Prosciutto D.O.P – video |San Daniele|

A quick drive to San Daniele to search the best hams. I had never ventured to San Daniele and I always thought the best hams were produced in Parma. In fact the two hams are very different as you may already know. So what is the difference?

Before I tell you, the hams from Parma are not complicated but many confuse Culatello with the Prosciutto as they are not the same. Culatello is more comparable to Jamón from Spain as it is dense, dark and rich in flavor.

This is not to say that Parma ham isn’t very good, it’s just that when I think of Prosciutto, I dream of San Daniele and melon, the classical style of how it was served in many restaurants, Prosciutto e Melone.

http://mesubim.com/2013/11/12/culatello-di-zibello-m-s-2013/

In fact, Prosciutto e Melone originates in Parma, and is said to be one of the first meat products to be awarded the Designation of Protected Origin status. The voluntary prosciutto melon Consortium of Parma Ham was set up in 1963, on the initiative of 23 producers with the objectives of safeguarding the genuine product and the image represented by the name ‘Parma’.

The main difference between Parma hams and San Daniele hams in a nutshell is 3 things;

One is the curing of the pork and the exposure of salt to the thigh.

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Two, in Parma its much longer and in San Daniele its much shorter.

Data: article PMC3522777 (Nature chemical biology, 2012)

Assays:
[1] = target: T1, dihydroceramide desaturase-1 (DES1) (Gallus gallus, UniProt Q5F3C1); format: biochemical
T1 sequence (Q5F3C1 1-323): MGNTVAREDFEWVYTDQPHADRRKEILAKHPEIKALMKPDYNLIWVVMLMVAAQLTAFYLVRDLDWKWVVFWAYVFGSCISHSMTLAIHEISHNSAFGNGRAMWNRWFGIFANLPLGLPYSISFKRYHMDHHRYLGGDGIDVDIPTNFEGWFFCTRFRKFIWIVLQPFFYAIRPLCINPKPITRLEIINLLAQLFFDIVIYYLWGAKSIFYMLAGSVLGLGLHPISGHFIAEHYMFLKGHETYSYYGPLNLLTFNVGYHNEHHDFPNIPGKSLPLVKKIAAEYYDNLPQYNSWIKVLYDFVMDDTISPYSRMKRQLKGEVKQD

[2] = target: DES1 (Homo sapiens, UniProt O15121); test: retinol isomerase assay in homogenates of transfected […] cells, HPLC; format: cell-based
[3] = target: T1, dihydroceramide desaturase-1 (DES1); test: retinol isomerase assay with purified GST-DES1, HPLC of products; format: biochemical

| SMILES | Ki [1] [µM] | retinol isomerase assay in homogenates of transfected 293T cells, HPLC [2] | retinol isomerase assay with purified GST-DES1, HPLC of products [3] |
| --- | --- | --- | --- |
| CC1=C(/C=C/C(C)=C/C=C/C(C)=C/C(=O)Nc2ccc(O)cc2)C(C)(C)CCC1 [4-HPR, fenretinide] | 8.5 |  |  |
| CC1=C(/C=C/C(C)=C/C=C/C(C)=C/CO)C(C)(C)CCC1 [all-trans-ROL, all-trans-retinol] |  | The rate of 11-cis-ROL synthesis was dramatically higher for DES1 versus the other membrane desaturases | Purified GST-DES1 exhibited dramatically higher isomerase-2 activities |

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Three, the Prosciutto in San Daniele is more “dolce”, which is more sweet, and the color is lighter as it is aged for less time. The hams are aged for up to 18 months and then ready to be consumed. The color of the ham is almost transparent and can be eaten by wrapping it around Grissini. I prefer to eat as is, or using the bread use in San Daniele, which is a very white bread, very dry on the outside and dense (but light) on the inside.

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Lastly, (not number four) the production of Parma is as much as 2.5 times more than San Daniele and therefore the price of San Daniele is often much more expensive.

These are a list of D.O.P. ham producing regions in Italy, those that are protected designation of origin (PDO), and protected geographical indication (PGI).

Prosciutto di Parma, Italy – PDO
Prosciutto di San Daniele, Italy – PDO
Prosciutto di Modena, Italy – PDO
Prosciutto Toscano, Italy – PDO
Prosciutto Veneto Berico-Euganeo – PDO
Prosciutto di Carpegna, near Montefeltro – PDO
Prosciutto di Norcia, Italy – PGI
Speck dell’Alto Adige, Italy – PGI
Prosciutto di Sauris, Italy – PGI
Crudo di Cuneo, Italy – PDO